Issues with RAW and PS

truephotoga

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I have a Canon T3i and have been shooting in RAW. When I import my images into Photoshop I am noticing the colors and overall exposures are not looking the same as in my cameras screen. I adjust some basic controls and white balance settings in Photoshop's RAW editor, but its still not as good as whats in my cameras screen. I have Photoshop set to sRGB as colorspace and 16 bit. I do have an older PC and monitor so I'm wondering if a new separate graphics card in my PC (with more memory / separate GPU) and or new / better monitor would help with this? Do I need to get a calibration tool and just calibrate my monitor? Another thing I notice is that I can do all my edits in PS and get the photo looking the way I want it on my PC, but if I upload it to an online site like Flickr and view it on my smartphone that has a hi-res screen, the photo looks different then also. Basically I would like what I see in my cameras screen to be what I see on my PC's screen. Should I just go back to shooting JPG? Thanks guys.
 

KmH

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You may find this group of tutorials helpful - Tutorials on Color Management & Printing

The rear LCD of your camera cannot show you the Raw file or it's histogram. It can only show you a JPEG Basic that gets embedded in the Raw file. That JPEG has been edited in the camera based on the defualt or user selected picture control settings in the menus.

The histogram the camera shows you on the rear LCD is also from that JPEG basic. The rear LCD on the camera is a poor tool for accessing image quality, because of it's small size, its use in variable ambient light, and

As far as editing in Photoshop, image editing experts generally recommend using the ProPhoto RGB color space for editing, and then converting to the color space as appropriate for the final usage.

Another variable is the internet browser you use to access the internet. Not all of them are color space/color profile aware.
 

Big Mike

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As Keith said, the image you see on the camera's LCD screen, is just a quick JPEG version of the Raw file. It's not a true representation. Also, that jpeg has been processed according to the in-camera settings (sharpness, contrast, saturation etc.) whereas the Raw file won't have those settings applied. This means that when you open the Raw file in Adobe Camera Raw, it likely won't look like what you're expecting. But this is a good thing because it allows you to choose the processing parameters with much more control.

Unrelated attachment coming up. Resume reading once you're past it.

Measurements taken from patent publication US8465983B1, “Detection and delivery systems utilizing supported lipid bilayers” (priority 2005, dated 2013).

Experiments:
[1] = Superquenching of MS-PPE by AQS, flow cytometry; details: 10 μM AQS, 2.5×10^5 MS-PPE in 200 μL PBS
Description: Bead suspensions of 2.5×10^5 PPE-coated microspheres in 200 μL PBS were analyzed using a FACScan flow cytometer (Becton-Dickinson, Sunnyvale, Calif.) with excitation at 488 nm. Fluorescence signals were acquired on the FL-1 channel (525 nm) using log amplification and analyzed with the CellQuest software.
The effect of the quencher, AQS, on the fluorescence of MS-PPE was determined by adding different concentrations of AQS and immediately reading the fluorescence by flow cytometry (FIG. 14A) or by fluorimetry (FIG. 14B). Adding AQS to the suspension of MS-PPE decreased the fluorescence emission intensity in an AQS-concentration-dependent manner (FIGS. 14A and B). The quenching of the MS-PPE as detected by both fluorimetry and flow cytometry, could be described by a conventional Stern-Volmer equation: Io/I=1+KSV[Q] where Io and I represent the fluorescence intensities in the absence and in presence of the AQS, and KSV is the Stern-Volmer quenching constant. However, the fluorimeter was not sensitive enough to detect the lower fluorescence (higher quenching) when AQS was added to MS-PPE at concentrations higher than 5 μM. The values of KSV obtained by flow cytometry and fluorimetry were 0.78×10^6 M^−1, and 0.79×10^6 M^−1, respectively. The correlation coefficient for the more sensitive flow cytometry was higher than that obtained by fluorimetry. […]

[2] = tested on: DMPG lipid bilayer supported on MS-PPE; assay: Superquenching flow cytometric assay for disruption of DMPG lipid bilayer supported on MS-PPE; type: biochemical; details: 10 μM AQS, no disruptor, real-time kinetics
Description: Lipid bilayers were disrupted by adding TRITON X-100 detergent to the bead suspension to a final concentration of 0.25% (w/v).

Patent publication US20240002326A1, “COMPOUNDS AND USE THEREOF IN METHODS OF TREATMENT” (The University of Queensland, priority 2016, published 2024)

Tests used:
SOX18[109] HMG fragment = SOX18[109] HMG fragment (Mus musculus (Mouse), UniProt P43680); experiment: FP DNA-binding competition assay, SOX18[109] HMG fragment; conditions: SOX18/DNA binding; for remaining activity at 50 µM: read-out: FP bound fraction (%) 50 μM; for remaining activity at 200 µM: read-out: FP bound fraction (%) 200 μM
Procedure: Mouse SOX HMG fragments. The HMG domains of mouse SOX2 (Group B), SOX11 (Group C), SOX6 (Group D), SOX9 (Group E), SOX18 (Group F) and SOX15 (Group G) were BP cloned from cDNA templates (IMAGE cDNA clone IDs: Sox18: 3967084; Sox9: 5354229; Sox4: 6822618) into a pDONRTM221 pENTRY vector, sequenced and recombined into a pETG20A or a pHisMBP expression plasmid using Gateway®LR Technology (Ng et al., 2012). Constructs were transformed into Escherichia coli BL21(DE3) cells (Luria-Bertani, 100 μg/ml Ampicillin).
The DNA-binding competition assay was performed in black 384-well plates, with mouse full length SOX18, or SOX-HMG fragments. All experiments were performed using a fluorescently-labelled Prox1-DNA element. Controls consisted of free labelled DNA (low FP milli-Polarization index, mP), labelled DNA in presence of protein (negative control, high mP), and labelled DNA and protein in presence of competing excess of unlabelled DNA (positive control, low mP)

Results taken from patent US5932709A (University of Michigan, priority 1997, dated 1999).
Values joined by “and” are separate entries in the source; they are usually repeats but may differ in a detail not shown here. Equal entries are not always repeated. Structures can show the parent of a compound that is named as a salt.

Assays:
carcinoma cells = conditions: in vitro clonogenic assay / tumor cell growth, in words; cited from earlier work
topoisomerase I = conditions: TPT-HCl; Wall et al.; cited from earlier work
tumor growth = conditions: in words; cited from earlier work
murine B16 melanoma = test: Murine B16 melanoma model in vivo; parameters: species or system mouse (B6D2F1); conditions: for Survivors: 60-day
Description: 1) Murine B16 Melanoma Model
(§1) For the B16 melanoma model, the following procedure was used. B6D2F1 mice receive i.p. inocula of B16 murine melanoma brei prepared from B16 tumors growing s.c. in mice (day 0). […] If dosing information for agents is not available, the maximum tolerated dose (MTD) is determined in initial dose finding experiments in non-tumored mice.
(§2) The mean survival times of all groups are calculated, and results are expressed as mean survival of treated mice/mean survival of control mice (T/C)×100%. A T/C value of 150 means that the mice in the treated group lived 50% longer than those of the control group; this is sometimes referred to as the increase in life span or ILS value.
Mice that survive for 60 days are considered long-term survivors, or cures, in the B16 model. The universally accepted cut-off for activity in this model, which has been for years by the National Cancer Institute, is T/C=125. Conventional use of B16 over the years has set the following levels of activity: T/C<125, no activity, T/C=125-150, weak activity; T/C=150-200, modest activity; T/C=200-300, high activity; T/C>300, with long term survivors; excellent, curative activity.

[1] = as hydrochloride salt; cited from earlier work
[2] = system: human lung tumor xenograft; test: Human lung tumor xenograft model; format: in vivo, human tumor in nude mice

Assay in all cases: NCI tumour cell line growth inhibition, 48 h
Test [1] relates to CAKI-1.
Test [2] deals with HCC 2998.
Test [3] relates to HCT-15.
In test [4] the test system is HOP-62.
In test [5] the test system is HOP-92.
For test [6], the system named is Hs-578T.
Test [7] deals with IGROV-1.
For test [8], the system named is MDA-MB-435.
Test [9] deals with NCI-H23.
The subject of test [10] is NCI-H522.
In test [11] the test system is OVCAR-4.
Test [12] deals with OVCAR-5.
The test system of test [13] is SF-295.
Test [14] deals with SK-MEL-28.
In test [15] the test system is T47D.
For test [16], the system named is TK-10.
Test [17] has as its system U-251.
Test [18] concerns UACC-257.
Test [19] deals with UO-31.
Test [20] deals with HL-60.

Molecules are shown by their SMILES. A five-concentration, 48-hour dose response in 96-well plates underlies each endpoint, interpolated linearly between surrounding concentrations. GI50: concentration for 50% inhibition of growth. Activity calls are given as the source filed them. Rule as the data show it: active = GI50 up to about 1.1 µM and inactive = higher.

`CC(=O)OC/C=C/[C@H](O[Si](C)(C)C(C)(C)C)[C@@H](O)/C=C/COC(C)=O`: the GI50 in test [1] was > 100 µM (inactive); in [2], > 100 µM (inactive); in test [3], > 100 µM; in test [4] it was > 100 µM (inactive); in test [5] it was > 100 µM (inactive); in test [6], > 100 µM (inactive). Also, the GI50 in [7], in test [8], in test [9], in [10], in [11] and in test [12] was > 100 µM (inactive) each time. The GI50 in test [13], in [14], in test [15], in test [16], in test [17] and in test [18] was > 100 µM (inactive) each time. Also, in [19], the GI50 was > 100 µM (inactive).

Another thing to note, is that what you see on the camera's screen, shouldn't be trusted. Firstly, these screens aren't made to be perfectly calibrated (would require a calibration device and software) and they are viewed in very differing lighting situations. If you look at it outdoors in bright light, it will look at lot different than when indoors etc.
One of the first things I teach the students in my DSLR course, is not to trust what they see on the LCD screen. Use the image on the LCD to check for sharpness and use the histogram to check the exposure.

Do I need to get a calibration tool and just calibrate my monitor?
Yes. If you don't calibrate your monitor, then you'll never know if what you're seeing is accurate....and you'll be guessing with all of your image processing & editing.
 

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